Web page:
Trip Start Jul 26, 2006
109Trip End Apr 01, 2008
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These last few weeks since I got back to Beijing have felt the most "researchy" of my trip thus far. I've interviewed leaders of Chinese Environmental Non-Governmental Organizations (or "ENGOs"), done a ton of reading, and interacted with numerous academics, scientists, and policy-makers from both the U.S. and China. It's been a rich experience, and I have to admit, as the air grows chilly and I begin making preparations for my upcoming return to Hong Kong, I'll be sad to leave Beijing. If I wasn't already looking at being away from home for such a long stretch I'd seriously consider coming back to Beijing to live for awhile, as my housemate tells me English teachers and translators can do quite well here, especially as the city prepares to host the 2008 Olympics
But a voicemail I received from my nephew a few days ago brought on my first real dose of homesickness thus far, and reminded me of what I have waiting for me back home:
"hi unca jay... hi i miss you... i luv you... i'm lookin' at the clouds... cumulus...cirrus...stratus... no, he's not talkin' to me... oh... i luv you, i miss you, i'll see you... have a monkey party for me... bye, i luv you."
When I haven't been engaged in academic pursuits, I've also managed to squeeze in a little touristing, and I'm growing quite enamored with Chinese culture. In an earlier post I talked about some initial cultural differences I'd noticed right away; as I've been here a bit longer I've begun to notice other things. I can only imagine how much I'm missing out on due to the language barrier though.
One observation is what a "pro-social" culture China has. It's hard to describe fully, but there just seems to be a tremendous sense of community and belonging here that I don't think I've ever seen in a city this size (probably around 14 million). I've been taking lots of long walks around the city in preparation for a *hopeful* trip to the Great Wall some time soon, and everywhere I go, in every square inch of open space where people might possibly congregate, there are massive crowds engaged in all sorts of group activities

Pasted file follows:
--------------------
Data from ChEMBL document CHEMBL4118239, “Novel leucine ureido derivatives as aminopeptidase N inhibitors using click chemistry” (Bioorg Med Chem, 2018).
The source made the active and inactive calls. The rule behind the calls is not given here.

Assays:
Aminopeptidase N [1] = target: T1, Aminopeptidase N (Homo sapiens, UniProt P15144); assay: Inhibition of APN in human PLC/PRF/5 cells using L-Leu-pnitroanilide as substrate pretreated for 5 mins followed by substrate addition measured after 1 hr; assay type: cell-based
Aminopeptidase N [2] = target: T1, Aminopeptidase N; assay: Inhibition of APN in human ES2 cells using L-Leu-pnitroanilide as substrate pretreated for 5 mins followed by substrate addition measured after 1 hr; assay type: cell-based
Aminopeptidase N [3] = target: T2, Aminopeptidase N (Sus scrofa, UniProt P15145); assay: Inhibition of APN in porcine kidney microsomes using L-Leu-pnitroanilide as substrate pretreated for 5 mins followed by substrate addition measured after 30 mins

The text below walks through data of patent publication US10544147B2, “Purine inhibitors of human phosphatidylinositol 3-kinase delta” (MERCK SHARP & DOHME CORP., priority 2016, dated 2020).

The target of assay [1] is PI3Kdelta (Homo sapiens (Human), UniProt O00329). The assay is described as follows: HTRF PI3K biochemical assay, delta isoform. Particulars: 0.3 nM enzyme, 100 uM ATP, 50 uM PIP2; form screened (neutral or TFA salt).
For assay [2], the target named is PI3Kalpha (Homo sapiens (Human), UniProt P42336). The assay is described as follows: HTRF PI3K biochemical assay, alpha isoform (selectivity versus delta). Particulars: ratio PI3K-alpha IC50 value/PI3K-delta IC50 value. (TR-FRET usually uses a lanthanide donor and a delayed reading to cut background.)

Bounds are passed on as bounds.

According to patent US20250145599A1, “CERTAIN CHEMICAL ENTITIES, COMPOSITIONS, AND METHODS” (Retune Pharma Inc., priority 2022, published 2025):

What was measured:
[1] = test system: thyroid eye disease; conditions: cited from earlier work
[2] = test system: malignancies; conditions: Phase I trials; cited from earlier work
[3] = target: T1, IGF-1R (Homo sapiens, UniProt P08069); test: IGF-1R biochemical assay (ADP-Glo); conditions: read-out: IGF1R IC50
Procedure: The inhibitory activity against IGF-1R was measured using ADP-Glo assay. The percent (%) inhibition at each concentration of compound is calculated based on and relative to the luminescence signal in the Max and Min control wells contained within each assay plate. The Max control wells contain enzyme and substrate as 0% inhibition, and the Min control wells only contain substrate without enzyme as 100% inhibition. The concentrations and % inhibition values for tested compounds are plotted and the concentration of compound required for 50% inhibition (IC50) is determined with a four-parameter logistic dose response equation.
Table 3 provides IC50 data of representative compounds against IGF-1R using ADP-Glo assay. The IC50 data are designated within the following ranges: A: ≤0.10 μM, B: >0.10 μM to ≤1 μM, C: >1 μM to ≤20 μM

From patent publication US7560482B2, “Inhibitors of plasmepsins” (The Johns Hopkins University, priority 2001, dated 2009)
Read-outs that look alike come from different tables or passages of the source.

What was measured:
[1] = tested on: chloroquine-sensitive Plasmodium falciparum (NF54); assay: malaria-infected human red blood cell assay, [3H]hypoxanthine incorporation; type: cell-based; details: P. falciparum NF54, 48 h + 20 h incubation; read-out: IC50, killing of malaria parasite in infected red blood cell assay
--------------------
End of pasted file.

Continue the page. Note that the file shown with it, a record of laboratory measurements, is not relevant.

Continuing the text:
China, or at least Beijing, also appears to be a very pro-calisthenics culture, especially amongst the elderly. Again, I tried to illustrate this point with some photos/videos. I've noticed very little obesity since I arrived here, and I recently learned that the Chinese have a life expectancy of 73 years, compared to 78 in the U.S. This near parity is striking, especially considering the differences in environmental health between our two countries and that China has only a GDP per-capita of $6,800, compared to $41,800 in the U.S. I think a significant part of that reality must be the emphasis on healthy living that I see here; perhaps all the biking as well. I've also noticed some interesting differences in terms of diet. I've had a quite difficult time being a vegetarian here, as it appears to be a quite strange concept to the Chinese. Meat is in nearly everything, although it generally seems to be merely one component of the meal rather than the centerpiece, as I'm used to back home. I've been doing some reading on China's overall consumption patterns, and one statistic I found interesting is that in 2004, the average Chinese consumed around 98 pounds of meat, compared to 276 pounds for the average American. What's more, while U.S. meat consumption is fairly evenly spread amongst beef, pork, and poultry, in China pork is king
And finally, one other cultural trait I've noticed, and especially in comparison to my experiences in India, is the relative "liberation" of Chinese women and the more relaxed norms around public displays of affection. Women here dress every bit as scantily as they do back home, yet I haven't seen a single example of men cat-calling or groping women like they frequently do in India. What I've read, and what appears to be legit based upon what I've observed, is that while China remains a deeply patriarchal society, where men are still considered the formal leaders and the woman's primary responsibility remains the family, this attitude is at least accompanied by a high level of respect for women. On the other hand, there's still no shortage of advertisements using women's bodies to sell consumer products, and prostitution also seems to be pretty prevalent, so like everything else here, it's complicated. In any event, I haven't learned any snazzy Mandarin pick-up lines just yet, so my observations remain purely third-person.
With the U.S.-China Science and Technology Forum behind me, I'll hopefully have a bit more free time in my last remaining weeks here in order to do some sight-seeing and get in a few more visits to the plethora of interesting NGOs and quasi-governmental organizations here working on science and sustainability issues. Some time in early November I'll be headed back down to HK, probably via a few day stop-over in Xi'an. We'll see...